After being docked for nearly 44 hours, Apollo and Soyuz had parted for the first time at 7:12 a.m. while out of contact with the ground. Slayton advised Bobko after radio contact was re-established that they had undocked without incident and were station-keeping at a range of 50 meters. Meanwhile, Soyuz had extended the guide ring on its docking system in order to test the Soviet mechanism in the active configuration. Once they completed the solar eclipse experiment, with Slayton at the controls, Apollo moved towards Soyuz for the second docking. As he did, Stafford called out to the ground, "Okay, Houston, Deke's having the same problem with the COAS washout that I had." As Slayton explained it, he could see Soyuz and the target initially when they were against the dark sky, but at "about 100 meters or so, it went against the earth background and zap. Man, I didn't have anything." Although worried that he might run over Soyuz, he pressed on with the docking "by the seat of the pants and I guess I got a little closer than they or the ground anticipated." There was too much light flowing into the optical alignment sight for Slayton to get a good view of the docking target. Contact with Soyuz came at 7:33:39, and Leonov advised the Americans that he was beginning to retract his side of the docking assembly.
As viewed via Apollo television, this docking looked as if it had been harder than the first, and the two ships continued to sway after capture had been completed. Slayton, speaking in a debriefing, later said:
The docking was normal, you guys gave me contact as usual and then I gave it thrusting. The only thing that happened then was they seemed to torque off. I was surprised at the angle they banged off there after we had contact.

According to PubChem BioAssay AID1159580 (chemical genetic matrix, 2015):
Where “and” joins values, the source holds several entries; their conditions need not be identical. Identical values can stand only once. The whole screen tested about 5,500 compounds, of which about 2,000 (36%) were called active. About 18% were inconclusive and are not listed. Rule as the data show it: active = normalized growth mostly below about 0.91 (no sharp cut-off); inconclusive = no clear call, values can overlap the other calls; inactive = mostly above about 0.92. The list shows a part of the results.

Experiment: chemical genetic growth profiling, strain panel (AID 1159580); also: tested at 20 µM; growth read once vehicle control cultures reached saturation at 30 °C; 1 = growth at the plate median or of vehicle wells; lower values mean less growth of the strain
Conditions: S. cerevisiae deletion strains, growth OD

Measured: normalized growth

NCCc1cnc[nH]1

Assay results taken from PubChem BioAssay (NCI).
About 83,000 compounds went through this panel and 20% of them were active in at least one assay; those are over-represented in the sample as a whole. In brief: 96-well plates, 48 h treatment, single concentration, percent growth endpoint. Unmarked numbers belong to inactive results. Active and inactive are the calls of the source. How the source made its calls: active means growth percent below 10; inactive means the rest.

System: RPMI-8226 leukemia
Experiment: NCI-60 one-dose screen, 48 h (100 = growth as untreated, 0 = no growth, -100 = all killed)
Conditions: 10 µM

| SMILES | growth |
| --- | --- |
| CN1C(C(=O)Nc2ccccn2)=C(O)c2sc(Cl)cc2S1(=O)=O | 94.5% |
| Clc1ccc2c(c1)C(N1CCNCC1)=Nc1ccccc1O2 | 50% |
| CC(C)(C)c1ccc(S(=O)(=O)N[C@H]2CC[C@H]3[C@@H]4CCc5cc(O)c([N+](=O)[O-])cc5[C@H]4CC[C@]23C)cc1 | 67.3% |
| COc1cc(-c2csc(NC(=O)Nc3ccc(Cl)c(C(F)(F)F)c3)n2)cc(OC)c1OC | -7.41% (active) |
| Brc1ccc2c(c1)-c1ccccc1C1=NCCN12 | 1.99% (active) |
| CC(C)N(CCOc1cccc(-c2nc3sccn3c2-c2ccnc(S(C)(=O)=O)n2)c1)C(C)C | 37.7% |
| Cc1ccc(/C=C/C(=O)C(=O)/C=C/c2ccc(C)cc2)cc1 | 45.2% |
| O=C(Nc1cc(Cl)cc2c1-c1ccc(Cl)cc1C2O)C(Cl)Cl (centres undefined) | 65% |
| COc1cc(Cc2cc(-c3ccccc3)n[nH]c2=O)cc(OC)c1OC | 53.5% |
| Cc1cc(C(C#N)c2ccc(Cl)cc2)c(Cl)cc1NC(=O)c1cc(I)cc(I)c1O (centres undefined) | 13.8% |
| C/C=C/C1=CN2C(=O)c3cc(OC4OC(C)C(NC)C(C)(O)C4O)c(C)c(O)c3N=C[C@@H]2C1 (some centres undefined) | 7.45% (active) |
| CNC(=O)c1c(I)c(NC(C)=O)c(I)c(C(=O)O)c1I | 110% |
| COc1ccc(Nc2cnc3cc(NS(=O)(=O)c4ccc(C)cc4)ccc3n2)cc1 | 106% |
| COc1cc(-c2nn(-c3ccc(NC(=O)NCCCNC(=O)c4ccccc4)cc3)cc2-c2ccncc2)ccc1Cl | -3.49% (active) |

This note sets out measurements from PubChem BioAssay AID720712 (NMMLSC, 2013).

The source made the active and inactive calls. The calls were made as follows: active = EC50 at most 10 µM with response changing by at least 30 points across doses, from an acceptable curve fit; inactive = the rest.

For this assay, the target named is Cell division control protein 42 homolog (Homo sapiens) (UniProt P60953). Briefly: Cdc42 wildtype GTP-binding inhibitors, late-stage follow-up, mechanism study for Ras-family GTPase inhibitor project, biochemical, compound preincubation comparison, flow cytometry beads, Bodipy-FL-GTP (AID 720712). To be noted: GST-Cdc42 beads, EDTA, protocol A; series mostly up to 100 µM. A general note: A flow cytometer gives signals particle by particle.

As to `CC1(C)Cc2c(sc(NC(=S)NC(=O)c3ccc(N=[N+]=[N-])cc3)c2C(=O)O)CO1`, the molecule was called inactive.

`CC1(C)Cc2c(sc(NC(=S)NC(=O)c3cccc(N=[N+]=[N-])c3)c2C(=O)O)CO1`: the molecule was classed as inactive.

Despite this oscillation, the Soyuz system aligned the two craft and a proper retraction was completed. Subsequently, there was some discussion of this docking, and the Soviet docking specialist Syromyatnikov was at first worried that an unnecessary strain might have been placed on the Soyuz gear. Bob White said that analysis of the telemetry data indicated that Slayton had inadvertently fired the roll thrusters for approximately 3 seconds after contact, and that this sideways force caused the craft to oscillate after the docking systems were locked and rigid.
But even with the extra thrusting, the second docking was within the limits of safety established for the docking system. Slayton's docking took place at a forward velocity of 0.18 meter per second versus 0.25 meter per second for Stafford's docking, but the difference lay in the inadvertent thrusting. Momentarily an issue, the extra motion of Slayton's try was not a serious concern after all the data had been evaluated. Even Syromyatnikov had to concede that "the mechanism functioned well under unfavourable conditions." It was a case of things looking worse than they really were. In the end, the incident only demonstrated the reliability and hardiness of the new docking system.
It was 10:27 when Apollo and Soyuz undocked for the second and final time. This 4-minute exercise was conducted by Leonov, since it was a Soyuz active undocking. Slayton then moved his ship to a station-keeping distance, about 40 meters away. As he did, Leonov opened the retro-reflector covers so that the ultraviolet absorption (UVA) experiment could be performed. A difficult series of manoeuvres were called for in this test. As Soyuz continued its circular orbit, Slayton took Apollo out of plane with Soyuz and oriented his craft so that its nose was pointed at the reflector on the side of the other ship. Orbiting sideways in this configuration, Slayton flew Apollo in a small arc from the front of Soyuz to the rear of that ship while the spectrometer gathered the reflected beams. On the 150-meter phase of the experiment, light from a Soyuz port led to a misalignment of the spectrometer, but on the 500-meter pass excellent data were received; on the 1,000-meter pass satisfactory results were also obtained.
After nearly 3 hours of tough flying, Bobko congratulated the crew. "You people flew it fine." Slayton responded: